$20.00
$30.00
$15.00
$5.00
Recommend
 
 Thumb up
 Hide
6 Posts

A Game of Thrones: The Card Game (Second Edition)» Forums » General

Subject: Lots of cards....deck options! rss

Your Tags: Add tags
Popular Tags: [View All]
Chris S
United Kingdom
flag msg tools
Hey there,

I've just picked up a set of these cards that includes everything from the core set (only 1) up to Across the Seven Kingdoms and I was wondering whether even with all these cards I still need to own 3 core sets to make a good deck?

Thanks
Chris
1 
 Thumb up
 tip
 Hide
  • [+] Dice rolls
Barry Miller
United States
Saint Charles
Missouri
flag msg tools
mbmbmbmbmb

A lot depends on what your ambitions are:


- Are you strictly a casual player who will play only casual games?

You're fine!

or,

- Do want to dabble in some local tournaments, or will you be playing against your brother and want to beat him?

Get a 2nd core. See "Why?" below.

or,

- Do you intend to compete at regional or national tournaments, or just really, really want to beat your brother or win at the local tourneys? Or are you a completionist?

Get a 3rd core. See "Why?" below.


Why? Why get multiple cores if one of the two latter situations fits you? Because there are some really basic, good, vital, timeless cards in the core set. And you'll want either two or three copies of them, depending on your situation.

For a further discussion of what exactly those cards are, there are several threads from last year that discusses the merits of having several cores and what cards you would want those extra cores for.

4 
 Thumb up
 tip
 Hide
  • [+] Dice rolls
Haunting Questions
msg tools
mbmbmbmbmb
Also, I just mentioned in another post, but one of my favorite aspects of this game is the "extra life" of having a second copy of a card. And the core still has all the best characters in one place.

We typically make 40 card decks, too... we never come close to running out of cards, and the decks feel a little more controlled. And we have no more than 2 copies of each card. That way we only need 2 core sets.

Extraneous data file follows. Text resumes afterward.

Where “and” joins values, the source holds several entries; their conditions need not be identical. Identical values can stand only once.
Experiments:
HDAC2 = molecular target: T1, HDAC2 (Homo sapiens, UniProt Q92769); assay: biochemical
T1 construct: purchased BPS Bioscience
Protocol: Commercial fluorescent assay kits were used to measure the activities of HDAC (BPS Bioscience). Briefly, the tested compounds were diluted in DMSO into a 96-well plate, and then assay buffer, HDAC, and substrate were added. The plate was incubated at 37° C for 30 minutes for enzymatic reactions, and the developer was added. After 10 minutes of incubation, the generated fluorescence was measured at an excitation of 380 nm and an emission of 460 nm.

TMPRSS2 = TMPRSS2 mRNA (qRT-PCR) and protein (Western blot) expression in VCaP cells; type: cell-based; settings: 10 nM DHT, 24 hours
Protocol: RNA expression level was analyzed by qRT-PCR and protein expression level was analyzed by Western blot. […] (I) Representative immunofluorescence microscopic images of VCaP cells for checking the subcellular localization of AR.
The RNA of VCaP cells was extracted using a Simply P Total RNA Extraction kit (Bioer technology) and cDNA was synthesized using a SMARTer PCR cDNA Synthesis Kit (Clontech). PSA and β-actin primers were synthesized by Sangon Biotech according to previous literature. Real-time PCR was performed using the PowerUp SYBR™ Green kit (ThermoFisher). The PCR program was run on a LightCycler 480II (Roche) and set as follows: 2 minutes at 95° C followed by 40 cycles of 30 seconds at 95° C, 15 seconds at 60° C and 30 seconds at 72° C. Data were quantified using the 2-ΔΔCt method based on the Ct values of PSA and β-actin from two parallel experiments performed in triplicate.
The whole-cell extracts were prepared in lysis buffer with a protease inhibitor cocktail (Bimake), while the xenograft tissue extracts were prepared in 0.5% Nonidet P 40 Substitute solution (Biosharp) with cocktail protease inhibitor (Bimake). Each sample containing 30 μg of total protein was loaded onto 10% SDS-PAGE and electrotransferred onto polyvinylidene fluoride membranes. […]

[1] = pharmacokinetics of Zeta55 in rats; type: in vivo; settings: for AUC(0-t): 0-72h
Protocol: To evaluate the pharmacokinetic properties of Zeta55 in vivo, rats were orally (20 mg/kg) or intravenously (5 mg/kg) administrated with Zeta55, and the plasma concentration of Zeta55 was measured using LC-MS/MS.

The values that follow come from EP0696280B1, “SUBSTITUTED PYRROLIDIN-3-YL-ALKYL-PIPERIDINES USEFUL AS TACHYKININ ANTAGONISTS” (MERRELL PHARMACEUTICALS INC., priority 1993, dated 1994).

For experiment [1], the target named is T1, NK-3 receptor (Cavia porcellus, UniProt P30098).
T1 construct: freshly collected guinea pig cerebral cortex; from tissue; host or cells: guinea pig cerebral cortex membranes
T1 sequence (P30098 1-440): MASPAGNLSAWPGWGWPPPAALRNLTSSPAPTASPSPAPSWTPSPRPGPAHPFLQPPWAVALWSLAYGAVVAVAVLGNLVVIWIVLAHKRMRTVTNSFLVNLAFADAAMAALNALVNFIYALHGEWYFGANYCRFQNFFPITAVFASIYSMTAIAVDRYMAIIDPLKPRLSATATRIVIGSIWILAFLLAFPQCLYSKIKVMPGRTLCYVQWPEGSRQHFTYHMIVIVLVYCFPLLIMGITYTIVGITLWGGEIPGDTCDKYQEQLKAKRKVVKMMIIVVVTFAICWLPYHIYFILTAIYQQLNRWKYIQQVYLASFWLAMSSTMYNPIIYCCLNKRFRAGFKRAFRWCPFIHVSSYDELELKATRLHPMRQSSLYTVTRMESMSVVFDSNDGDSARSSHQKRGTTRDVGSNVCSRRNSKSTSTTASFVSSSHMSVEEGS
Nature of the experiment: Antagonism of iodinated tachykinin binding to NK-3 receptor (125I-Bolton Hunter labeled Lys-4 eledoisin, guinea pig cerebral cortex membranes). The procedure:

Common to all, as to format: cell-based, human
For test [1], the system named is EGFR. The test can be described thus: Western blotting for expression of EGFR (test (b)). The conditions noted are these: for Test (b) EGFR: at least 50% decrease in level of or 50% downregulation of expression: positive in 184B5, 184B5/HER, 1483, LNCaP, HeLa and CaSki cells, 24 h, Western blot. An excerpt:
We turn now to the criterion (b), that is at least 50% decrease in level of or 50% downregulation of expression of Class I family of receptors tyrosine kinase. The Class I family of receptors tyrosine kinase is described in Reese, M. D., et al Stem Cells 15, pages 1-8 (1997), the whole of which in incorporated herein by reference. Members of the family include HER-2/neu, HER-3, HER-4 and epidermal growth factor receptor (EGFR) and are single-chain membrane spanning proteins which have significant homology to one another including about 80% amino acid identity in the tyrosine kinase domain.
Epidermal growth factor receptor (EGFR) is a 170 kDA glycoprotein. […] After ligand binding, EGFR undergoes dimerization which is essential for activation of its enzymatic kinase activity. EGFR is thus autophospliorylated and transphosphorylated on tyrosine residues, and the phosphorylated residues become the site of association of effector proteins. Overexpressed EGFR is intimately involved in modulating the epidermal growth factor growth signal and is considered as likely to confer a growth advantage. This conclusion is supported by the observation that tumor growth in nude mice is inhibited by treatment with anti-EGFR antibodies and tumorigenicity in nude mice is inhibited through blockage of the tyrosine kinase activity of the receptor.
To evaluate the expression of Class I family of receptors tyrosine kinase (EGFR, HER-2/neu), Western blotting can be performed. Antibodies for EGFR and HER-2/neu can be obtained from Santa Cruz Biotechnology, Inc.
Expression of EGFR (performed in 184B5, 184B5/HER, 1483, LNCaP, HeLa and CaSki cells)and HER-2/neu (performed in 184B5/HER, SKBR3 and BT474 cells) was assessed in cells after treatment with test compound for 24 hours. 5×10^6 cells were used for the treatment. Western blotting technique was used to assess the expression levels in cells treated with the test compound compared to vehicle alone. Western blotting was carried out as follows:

That's my two cents!
4 
 Thumb up
 tip
 Hide
  • [+] Dice rolls
Chris S
United Kingdom
flag msg tools
To be fair its what I expected....in consideration as there is only one other player local to me and no tournaments for several hundred miles I may swell stick with the one core and just get the chapter packs as they are released...
1 
 Thumb up
 tip
 Hide
  • [+] Dice rolls
X X
United States
California
flag msg tools
Just play it and you will very soon know how many more cores you need.
1 
 Thumb up
 tip
 Hide
  • [+] Dice rolls
Mark S.
United States
Ohio
flag msg tools
mb
If you were just going to purchase two things...say one core and then something else... I'd make the second purchase a second core set.
Otherwise you will have three copies of a card from a chapter pack, but be short on something basic and fundamental, like enough Rose Roads or Kings Roads, which most decks will carry 3 copies of each.

This will all make sense once you play a few games.

And I strongly agree with HauntingQuestions post below. When you have a smaller card pool (i.e. only 2 cores) -- make 40 card decks with a 2 copy limit for each card. After experiencing the game this way, you'll understand what your next move should be based on what you want to get out of the game.

But there's no wrong way to do it. Have fun.

HauntingQuestions wrote:
Also, I just mentioned in another post, but one of my favorite aspects of this game is the "extra life" of having a second copy of a card. And the core still has all the best characters in one place.

We typically make 40 card decks, too... we never come close to running out of cards, and the decks feel a little more controlled. And we have no more than 2 copies of each card. That way we only need 2 core sets.

That's my two cents!
1 
 Thumb up
 tip
 Hide
  • [+] Dice rolls
Front Page | Welcome | Contact | Privacy Policy | Terms of Service | Advertise | Support BGG | Feeds RSS
Geekdo, BoardGameGeek, the Geekdo logo, and the BoardGameGeek logo are trademarks of BoardGameGeek, LLC.